Elin Williams reviews Hinterland‘s feature-length special, a compelling taster of what we can expect from series two.
On Easter Monday, audiences settled down to watch the much anticipated feature-length special of Hinterland, the gritty Welsh detective drama which has become an international success after first airing on S4C and BBC Wales last year. True to form, the special aired first in Welsh as Y Gwyll on S4C on New Year’s Day, so there has been a substantial wait for the English Hinterland special to grace our screens.
The Ceredigion landscape provides a dramatic and perfectly bleak setting for DCI Tom Mathias’ first case back since his disciplinary (after he became romantically involved with a victim in the finale of series one). DI Mared Rees, played by Mali Harries, is suitably sharp with Mathias upon his return after picking up much of the workload during his absence. Mathias is thrown back into the deep end with a suspected arson attack which has left a woman and her son critically ill in hospital.
With difficulty, Mathias begins to find his feet again before CS Brian Prosser, played by Aneirin Hughes, makes him head of the case, much to Mared’s frustration. DI Rees has a fraught working relationship with both Mathias and Prosser, which contributes a slow burning yet compelling subplot which has not reached its full conclusion.
Part of the plot is not dissimilar to an episode in series one which dealt with disputes over land and the conflict between old Welsh families and unscrupulous businessmen, so certain scenes were a little repetitive. As the story begins to unravel, however, different themes emerge, and everything may not be as it first appears up on Hen Glyn farm. As Mathias and Rees delve deeper into the case, subplots begin to surface, making for a complex but engaging narrative. When the plot begins to dip, the writers know exactly how to pick up the pace effectively.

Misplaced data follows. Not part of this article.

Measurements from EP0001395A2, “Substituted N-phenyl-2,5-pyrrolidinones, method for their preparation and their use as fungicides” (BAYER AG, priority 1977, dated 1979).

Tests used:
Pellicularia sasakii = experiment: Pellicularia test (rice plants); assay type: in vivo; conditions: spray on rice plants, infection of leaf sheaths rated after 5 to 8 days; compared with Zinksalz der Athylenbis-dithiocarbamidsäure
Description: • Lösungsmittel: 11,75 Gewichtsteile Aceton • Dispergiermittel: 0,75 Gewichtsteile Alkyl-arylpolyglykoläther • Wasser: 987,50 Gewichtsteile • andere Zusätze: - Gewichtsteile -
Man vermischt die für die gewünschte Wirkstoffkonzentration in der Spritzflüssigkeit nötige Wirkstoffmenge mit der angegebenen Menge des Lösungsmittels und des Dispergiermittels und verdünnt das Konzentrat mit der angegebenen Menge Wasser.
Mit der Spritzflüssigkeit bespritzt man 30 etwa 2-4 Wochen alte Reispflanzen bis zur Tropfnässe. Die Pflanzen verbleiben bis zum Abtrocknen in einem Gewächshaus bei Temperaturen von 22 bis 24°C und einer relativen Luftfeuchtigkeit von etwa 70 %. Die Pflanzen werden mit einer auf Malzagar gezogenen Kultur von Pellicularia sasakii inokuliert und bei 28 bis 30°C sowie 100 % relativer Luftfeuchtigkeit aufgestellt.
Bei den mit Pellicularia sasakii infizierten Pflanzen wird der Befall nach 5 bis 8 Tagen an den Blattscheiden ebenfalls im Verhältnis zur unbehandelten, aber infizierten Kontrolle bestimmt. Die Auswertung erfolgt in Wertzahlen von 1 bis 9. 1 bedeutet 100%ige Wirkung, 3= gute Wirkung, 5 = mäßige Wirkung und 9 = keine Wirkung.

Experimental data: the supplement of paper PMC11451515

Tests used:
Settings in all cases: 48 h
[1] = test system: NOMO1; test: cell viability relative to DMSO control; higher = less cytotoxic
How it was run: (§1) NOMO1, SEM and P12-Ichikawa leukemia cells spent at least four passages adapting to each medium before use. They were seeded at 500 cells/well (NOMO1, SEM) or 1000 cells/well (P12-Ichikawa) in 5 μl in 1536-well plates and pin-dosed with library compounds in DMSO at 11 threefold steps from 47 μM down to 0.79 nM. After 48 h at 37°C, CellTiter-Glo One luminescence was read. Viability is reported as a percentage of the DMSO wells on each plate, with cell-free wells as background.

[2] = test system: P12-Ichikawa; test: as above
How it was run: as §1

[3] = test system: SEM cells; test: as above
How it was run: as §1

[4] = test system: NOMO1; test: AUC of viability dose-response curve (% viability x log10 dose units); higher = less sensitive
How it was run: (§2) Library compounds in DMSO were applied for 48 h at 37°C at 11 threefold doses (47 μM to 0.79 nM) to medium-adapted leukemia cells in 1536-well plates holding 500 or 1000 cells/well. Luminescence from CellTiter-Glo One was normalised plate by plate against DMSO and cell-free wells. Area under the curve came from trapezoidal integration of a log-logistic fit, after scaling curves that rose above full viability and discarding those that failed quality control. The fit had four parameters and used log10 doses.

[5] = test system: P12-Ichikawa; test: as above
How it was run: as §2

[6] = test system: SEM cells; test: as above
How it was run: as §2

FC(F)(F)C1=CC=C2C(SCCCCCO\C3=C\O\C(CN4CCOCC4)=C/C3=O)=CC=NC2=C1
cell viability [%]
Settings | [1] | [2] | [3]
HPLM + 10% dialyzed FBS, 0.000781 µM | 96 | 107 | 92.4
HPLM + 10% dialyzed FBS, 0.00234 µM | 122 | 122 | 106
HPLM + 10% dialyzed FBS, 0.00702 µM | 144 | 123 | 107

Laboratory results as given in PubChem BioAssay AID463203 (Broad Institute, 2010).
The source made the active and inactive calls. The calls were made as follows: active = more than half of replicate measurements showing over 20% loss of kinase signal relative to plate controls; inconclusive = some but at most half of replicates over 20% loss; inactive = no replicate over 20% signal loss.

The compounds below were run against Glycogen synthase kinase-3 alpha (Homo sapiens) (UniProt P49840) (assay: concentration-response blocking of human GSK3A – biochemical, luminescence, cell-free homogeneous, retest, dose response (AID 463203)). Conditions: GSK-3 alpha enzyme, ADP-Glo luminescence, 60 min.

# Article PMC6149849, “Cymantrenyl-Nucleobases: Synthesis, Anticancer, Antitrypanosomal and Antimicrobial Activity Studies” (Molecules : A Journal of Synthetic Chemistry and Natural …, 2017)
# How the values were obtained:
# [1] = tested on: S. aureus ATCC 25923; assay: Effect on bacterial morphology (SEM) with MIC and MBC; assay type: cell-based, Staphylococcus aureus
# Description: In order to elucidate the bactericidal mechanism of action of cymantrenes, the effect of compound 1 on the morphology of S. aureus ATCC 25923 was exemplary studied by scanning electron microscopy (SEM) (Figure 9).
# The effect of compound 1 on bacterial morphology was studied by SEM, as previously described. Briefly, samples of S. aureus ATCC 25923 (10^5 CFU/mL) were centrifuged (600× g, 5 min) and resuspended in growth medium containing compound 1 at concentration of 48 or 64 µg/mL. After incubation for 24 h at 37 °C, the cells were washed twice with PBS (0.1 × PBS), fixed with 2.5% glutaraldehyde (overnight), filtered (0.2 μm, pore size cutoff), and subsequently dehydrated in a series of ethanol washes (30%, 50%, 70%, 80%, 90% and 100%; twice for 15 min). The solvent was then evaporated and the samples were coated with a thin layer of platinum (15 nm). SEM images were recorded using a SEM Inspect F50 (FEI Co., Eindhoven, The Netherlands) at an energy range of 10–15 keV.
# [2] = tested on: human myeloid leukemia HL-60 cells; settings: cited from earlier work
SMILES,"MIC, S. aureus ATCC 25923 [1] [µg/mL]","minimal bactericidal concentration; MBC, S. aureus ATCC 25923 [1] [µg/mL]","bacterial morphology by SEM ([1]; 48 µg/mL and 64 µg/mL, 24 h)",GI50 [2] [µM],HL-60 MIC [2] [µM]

As a stage, Ceredigion is stark, bleak and as integral a character to the show as Mathias himself. The lonely silence of certain shots is deafening and reflects the sense of place which contributes to Hinterland’s uniqueness compared to your typical, urban crime drama.
Richard Harrington is, as ever, superb as the intense Mathias. In a dramatic climax to the episode, he reveals a small segment of information about a family tragedy often alluded to in series one. Harrington gives a particularly moving performance here, and effectively portrays the devastation of a man coming to terms with the death of a child.
The supporting cast, although small, are equally as pivotal to the show’s success. Alex Harries plays the bookish DC Lloyd Elis, an underestimated yet essential member of the team. Hannah Daniel plays eager-to-please DS Sian Owens, a young member of the team who frequently clashes with her superior, DI Rees. A host of interesting Welsh actors make up the suspects, but it is Dyfan Dwyfor as aggrieved Bedwyr Thomas who really makes an impression. His panicked and desperate performance gives a flavour of the true devastation of having your home and life ripped from under you.
As Y Gwyll the show is broadcast in Welsh, but Hinterland does have its fair share of subtitled bilingual conversations. This effortless transition from one language to another is a realistic depiction of conversation in 21st century Ceredigion; the show has found a natural and important rythmn in this sense.
Although this feature length episode was not as harrowing or macabre as parts of the first series, the episode was still completely captivating in its eighty minutes. Ultimately, the episode continued to demonstrate that Hinterland is a first-class piece of television and series two will undoubtedly be another fantastic showcase for Welsh writing, production and acting.